Two weeks ago, I watched a cricket game between The Starlite Cricket Team and The Miami Royals. Cricket in South Florida is played mostly by immigrants from the Caribbean and Guyana. As I watched the game, warm, sweet memories of my growing up years came rushing back and for a short time, I was a care-free child once again.
My earliest memory of the game of cricket is of a group of children playing “bat and ball” on the street, in the school yard or any open space we could use. We had so much fun! This bat and ball game, called cricket was one of the highlights of my childhood and continues to be even today. What is cricket?
Cricket is the second most watched sports in the world and over 100 countries officially play this game. There is no exact date as to when this sport started, but it is said to be some time in the 16th century in South-East England. Over the years, the game spread throughout England and to the shores of other countries. It was introduced to North America in the 17th century and was popular for a short time, until the early 20th century when it became endangered, but never completely extinct. How is this game played?
To the casual onlooker, cricket can be long and monotonous. However, don’t say this to the millions of die-hard cricket fans out there. In trying not to bore you, I will keep the description short. I encourage you to do some additional research on the game if your interest is piqued.
The game is played on a pitch surrounded by a grassy field. There are two teams with eleven (11) players on each time. One team fields and the other team bats. Two batsmen are on either side of the 22 yard long pitch with wickets (stumps) on both ends. The bowler, from the other team bounces the ball to one of the batsmen whose job is to defend his wicket from the ball. The other batsman (the non striker) is inactive until his partner strikes the ball. When the ball is struck, the two batsmen run across the pitch and touch their bats down at the end to score a “run”. Confused yet?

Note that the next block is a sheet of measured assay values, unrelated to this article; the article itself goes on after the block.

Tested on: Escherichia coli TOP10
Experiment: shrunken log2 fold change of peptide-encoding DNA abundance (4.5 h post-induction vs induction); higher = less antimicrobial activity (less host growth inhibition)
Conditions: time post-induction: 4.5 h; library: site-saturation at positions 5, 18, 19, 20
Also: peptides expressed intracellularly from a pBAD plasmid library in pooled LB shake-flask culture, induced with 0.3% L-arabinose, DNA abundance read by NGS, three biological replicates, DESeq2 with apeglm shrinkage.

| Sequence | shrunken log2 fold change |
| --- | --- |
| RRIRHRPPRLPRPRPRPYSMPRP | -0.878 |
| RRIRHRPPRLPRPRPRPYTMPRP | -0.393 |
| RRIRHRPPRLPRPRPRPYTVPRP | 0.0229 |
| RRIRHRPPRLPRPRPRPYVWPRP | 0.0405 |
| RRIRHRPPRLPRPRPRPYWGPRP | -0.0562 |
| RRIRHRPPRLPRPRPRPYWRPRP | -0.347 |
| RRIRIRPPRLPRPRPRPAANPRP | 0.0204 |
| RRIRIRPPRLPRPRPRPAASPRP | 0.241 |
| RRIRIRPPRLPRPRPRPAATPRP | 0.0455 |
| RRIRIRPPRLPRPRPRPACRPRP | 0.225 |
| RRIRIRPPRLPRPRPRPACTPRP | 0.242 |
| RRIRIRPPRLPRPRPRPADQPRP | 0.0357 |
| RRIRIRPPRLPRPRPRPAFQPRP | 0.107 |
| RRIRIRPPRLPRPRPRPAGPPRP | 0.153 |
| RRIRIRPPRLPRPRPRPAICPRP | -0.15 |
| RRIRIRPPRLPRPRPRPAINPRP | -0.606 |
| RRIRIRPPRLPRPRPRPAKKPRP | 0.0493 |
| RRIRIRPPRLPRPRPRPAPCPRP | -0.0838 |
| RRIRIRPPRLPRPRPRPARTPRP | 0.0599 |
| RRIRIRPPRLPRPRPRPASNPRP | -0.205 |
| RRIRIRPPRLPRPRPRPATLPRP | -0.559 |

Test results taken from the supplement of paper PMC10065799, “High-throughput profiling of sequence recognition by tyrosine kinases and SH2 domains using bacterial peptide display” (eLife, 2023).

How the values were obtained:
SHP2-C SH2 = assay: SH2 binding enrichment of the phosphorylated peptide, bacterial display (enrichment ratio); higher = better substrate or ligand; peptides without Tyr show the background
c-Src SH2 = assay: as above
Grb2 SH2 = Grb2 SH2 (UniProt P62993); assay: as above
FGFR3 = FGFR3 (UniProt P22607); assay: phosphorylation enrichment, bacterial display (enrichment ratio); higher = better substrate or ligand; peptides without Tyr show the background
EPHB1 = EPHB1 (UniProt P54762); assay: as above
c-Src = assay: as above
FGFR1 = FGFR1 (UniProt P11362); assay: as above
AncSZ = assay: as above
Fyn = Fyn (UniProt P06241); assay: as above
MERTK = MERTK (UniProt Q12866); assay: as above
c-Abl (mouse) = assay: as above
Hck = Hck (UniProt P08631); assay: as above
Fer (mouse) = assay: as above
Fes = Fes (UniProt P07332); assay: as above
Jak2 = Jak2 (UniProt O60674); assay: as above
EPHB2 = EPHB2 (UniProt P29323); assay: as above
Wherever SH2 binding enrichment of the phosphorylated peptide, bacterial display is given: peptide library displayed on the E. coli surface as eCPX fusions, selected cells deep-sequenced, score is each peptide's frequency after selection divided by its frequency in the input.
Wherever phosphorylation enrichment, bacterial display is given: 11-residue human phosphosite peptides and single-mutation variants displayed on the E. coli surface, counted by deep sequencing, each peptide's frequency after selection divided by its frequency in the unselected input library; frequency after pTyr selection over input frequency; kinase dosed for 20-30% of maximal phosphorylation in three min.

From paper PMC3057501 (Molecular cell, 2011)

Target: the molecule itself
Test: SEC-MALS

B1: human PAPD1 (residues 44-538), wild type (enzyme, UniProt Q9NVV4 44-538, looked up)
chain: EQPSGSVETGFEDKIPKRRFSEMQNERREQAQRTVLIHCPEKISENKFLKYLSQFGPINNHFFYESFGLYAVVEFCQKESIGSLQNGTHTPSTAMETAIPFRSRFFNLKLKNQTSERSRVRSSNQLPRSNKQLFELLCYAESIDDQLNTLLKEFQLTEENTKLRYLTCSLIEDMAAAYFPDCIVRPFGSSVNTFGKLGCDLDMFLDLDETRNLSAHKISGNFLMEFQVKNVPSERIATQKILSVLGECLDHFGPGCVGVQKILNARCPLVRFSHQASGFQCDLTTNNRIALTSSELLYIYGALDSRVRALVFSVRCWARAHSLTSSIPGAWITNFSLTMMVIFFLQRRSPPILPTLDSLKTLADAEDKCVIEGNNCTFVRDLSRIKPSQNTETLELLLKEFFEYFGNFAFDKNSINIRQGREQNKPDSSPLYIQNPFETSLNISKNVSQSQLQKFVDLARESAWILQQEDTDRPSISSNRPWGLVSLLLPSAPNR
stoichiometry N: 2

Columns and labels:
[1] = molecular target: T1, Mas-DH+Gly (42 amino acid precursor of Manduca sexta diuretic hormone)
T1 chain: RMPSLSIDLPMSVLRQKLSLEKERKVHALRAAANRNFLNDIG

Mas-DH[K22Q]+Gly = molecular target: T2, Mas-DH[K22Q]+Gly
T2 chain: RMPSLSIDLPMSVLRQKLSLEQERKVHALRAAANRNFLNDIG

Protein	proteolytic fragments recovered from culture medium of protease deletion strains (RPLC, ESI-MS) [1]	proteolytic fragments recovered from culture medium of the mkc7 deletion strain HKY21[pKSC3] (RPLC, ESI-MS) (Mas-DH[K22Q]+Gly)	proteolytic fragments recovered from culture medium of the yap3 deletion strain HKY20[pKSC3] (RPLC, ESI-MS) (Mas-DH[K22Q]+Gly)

The fielding/bowling team runs around to catch the ball to throw it back to the bowler or the wicket keeper to stop the batsman from scoring more than four runs from that single hit. Runs are made in singles, fours or sixes. If the batsman hits the ball all the way to the boundary, the umpire calls a six. If the ball bounces before it gets to the boundary, it is a four. In both instances, the batsmen do not have to run.
There is more to the game of cricket, but I promised to keep the description short! More here. As stated earlier, cricket was a much loved sport in the U.S. until the early part of the 20th century, but almost perished. It is making a comeback though- slowly but surely. American College Cricket is helping to keep this sport alive. Cricket is now played across the country in schools, local clubs and in universities. Last year, the John Bart King Award winner was Nick Mancino of the University of Pennsylvania (John Bart King is known as the greatest American cricketer). The University of Pennsylvania is a key part of USA cricket history, its first cricket team was started in 1842.
President Obama is getting some batting tips from Brian Lara of the West Indies team.
President Bush is intensely focused!
Cricket history was made last year at Central Broward Regional Park – it was the first official professional cricket match to be played in the United States. The match was between the West Indies and New Zealand.
Here’s an interesting fact: Central Broward Regional Park is the only International Cricket Council approved stadium in the U.S. Although Florida boasts a cricket stadium, local teams don’t often play there. They rely on the support of the public schools to loan the school grounds for weekend cricket and this can be a challenge. Often, you will find two teams sharing one ground. They play concurrently on the same day or alternate the weekends. Historically, cricketers wear white, but nowadays teams can be seen with colorful uniforms.
Posing for this photo is the Starlite Cricket Team in their new uniform sponsored by Tina Doobay of Choice One Real Estate and Raj Doobay of Choice One Mortgage.
One of the most influential and famous West Indies cricketer, Clive Lloyd, once said, “Cricket is the glue which keeps us together”. Indeed, the game has stood the test of time and has proven to unite people, communities, and nations.